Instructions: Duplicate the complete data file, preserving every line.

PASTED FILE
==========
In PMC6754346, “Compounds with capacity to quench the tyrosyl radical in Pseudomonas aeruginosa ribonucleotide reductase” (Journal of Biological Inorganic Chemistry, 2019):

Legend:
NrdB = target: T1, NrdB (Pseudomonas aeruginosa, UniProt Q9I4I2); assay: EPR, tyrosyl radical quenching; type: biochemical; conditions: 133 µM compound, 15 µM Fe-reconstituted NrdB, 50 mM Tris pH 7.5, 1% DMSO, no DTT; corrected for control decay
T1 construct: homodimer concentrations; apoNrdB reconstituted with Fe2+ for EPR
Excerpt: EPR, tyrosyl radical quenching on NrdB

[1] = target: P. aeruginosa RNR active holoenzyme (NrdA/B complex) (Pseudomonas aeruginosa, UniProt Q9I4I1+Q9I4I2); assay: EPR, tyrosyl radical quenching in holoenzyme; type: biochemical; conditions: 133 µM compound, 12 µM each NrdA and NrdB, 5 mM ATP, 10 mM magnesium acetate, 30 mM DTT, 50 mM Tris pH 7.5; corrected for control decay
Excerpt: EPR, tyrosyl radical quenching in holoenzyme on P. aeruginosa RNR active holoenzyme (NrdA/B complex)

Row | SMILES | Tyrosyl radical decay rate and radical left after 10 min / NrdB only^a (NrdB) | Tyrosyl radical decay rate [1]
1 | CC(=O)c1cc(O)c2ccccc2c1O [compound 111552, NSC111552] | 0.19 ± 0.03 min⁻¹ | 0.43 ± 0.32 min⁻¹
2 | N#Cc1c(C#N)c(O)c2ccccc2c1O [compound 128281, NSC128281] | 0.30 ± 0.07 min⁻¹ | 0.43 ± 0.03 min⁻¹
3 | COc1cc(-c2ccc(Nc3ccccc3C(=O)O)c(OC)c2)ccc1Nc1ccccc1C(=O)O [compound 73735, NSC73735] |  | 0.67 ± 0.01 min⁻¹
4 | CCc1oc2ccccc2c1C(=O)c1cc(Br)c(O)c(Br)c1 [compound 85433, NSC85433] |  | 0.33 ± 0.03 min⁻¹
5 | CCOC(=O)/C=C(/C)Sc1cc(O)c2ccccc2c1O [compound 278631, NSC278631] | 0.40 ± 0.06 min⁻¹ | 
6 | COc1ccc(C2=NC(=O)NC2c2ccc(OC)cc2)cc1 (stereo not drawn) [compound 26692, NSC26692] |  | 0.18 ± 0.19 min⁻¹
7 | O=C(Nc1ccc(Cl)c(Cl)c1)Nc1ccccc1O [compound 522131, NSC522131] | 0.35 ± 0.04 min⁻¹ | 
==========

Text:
In PMC6754346, “Compounds with capacity to quench the tyrosyl radical in Pseudomonas aeruginosa ribonucleotide reductase” (Journal of Biological Inorganic Chemistry, 2019):

Legend:
NrdB = target: T1, NrdB (Pseudomonas aeruginosa, UniProt Q9I4I2); assay: EPR, tyrosyl radical quenching; type: biochemical; conditions: 133 µM compound, 15 µM Fe-reconstituted NrdB, 50 mM Tris pH 7.5, 1% DMSO, no DTT; corrected for control decay
T1 construct: homodimer concentrations; apoNrdB reconstituted with Fe2+ for EPR
Excerpt: EPR, tyrosyl radical quenching on NrdB

[1] = target: P. aeruginosa RNR active holoenzyme (NrdA/B complex) (Pseudomonas aeruginosa, UniProt Q9I4I1+Q9I4I2); assay: EPR, tyrosyl radical quenching in holoenzyme; type: biochemical; conditions: 133 µM compound, 12 µM each NrdA and NrdB, 5 mM ATP, 10 mM magnesium acetate, 30 mM DTT, 50 mM Tris pH 7.5; corrected for control decay
Excerpt: EPR, tyrosyl radical quenching in holoenzyme on P. aeruginosa RNR active holoenzyme (NrdA/B complex)

Row | SMILES | Tyrosyl radical decay rate and radical left after 10 min / NrdB only^a (NrdB) | Tyrosyl radical decay rate [1]
1 | CC(=O)c1cc(O)c2ccccc2c1O [compound 111552, NSC111552] | 0.19 ± 0.03 min⁻¹ | 0.43 ± 0.32 min⁻¹
2 | N#Cc1c(C#N)c(O)c2ccccc2c1O [compound 128281, NSC128281] | 0.30 ± 0.07 min⁻¹ | 0.43 ± 0.03 min⁻¹
3 | COc1cc(-c2ccc(Nc3ccccc3C(=O)O)c(OC)c2)ccc1Nc1ccccc1C(=O)O [compound 73735, NSC73735] |  | 0.67 ± 0.01 min⁻¹
4 | CCc1oc2ccccc2c1C(=O)c1cc(Br)c(O)c(Br)c1 [compound 85433, NSC85433] |  | 0.33 ± 0.03 min⁻¹
5 | CCOC(=O)/C=C(/C)Sc1cc(O)c2ccccc2c1O [compound 278631, NSC278631] | 0.40 ± 0.06 min⁻¹ | 
6 | COc1ccc(C2=NC(=O)NC2c2ccc(OC)cc2)cc1 (stereo not drawn) [compound 26692, NSC26692] |  | 0.18 ± 0.19 min⁻¹
7 | O=C(Nc1ccc(Cl)c(Cl)c1)Nc1ccccc1O [compound 522131, NSC522131] | 0.35 ± 0.04 min⁻¹ | 